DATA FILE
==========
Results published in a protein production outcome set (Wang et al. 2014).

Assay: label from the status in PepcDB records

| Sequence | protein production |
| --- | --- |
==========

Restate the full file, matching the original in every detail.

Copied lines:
Results published in a protein production outcome set (Wang et al. 2014).

Assay: label from the status in PepcDB records

| Sequence | protein production |
| --- | --- |